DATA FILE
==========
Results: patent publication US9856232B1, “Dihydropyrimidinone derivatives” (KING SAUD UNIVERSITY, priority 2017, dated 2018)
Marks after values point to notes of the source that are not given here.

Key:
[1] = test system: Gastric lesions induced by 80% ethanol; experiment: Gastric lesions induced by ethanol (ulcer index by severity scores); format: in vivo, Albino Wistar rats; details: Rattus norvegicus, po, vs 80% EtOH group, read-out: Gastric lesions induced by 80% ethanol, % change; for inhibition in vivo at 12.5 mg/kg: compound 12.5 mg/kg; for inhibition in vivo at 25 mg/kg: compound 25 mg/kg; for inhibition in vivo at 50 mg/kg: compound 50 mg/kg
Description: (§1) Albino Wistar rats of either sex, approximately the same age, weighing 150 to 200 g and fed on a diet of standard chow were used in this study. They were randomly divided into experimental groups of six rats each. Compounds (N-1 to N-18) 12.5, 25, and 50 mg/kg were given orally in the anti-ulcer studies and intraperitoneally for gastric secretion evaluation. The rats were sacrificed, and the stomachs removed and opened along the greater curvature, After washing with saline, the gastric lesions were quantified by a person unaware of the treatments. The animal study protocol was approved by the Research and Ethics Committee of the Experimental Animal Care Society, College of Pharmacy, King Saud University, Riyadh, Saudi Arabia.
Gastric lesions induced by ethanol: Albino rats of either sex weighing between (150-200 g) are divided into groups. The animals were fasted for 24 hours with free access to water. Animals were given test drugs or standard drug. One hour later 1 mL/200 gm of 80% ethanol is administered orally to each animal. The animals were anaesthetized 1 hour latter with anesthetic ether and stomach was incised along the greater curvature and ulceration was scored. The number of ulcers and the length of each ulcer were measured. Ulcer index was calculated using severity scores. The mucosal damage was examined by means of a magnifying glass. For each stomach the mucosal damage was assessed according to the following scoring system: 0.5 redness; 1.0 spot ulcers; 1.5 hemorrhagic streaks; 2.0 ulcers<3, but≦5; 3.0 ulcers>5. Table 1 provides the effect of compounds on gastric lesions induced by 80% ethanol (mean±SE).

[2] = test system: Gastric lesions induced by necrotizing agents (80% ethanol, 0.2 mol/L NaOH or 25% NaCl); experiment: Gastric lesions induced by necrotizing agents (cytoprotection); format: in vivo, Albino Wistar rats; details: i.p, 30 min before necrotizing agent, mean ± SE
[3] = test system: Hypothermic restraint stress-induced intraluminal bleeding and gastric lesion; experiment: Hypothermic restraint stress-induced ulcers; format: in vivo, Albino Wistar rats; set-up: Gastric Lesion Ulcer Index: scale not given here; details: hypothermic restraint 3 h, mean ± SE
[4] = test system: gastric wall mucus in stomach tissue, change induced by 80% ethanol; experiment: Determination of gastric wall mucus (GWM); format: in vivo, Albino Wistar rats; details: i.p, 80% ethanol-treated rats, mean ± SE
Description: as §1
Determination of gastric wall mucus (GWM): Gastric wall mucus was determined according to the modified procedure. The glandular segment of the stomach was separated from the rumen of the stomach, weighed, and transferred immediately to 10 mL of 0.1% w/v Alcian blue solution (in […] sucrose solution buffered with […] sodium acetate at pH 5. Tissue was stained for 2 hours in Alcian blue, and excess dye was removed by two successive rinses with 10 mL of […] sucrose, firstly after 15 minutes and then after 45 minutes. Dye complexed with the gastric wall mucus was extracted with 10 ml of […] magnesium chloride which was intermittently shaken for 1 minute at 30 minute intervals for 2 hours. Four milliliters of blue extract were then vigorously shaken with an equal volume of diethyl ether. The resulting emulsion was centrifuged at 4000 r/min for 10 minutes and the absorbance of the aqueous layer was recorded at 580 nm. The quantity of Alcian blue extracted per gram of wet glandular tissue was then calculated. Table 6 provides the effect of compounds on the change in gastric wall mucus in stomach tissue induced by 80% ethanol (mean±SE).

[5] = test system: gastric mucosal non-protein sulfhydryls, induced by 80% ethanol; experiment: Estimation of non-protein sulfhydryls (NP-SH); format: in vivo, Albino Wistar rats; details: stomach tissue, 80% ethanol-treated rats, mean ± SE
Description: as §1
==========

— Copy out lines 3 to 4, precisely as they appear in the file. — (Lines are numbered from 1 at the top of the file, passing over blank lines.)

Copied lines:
Key:
[1] = test system: Gastric lesions induced by 80% ethanol; experiment: Gastric lesions induced by ethanol (ulcer index by severity scores); format: in vivo, Albino Wistar rats; details: Rattus norvegicus, po, vs 80% EtOH group, read-out: Gastric lesions induced by 80% ethanol, % change; for inhibition in vivo at 12.5 mg/kg: compound 12.5 mg/kg; for inhibition in vivo at 25 mg/kg: compound 25 mg/kg; for inhibition in vivo at 50 mg/kg: compound 50 mg/kg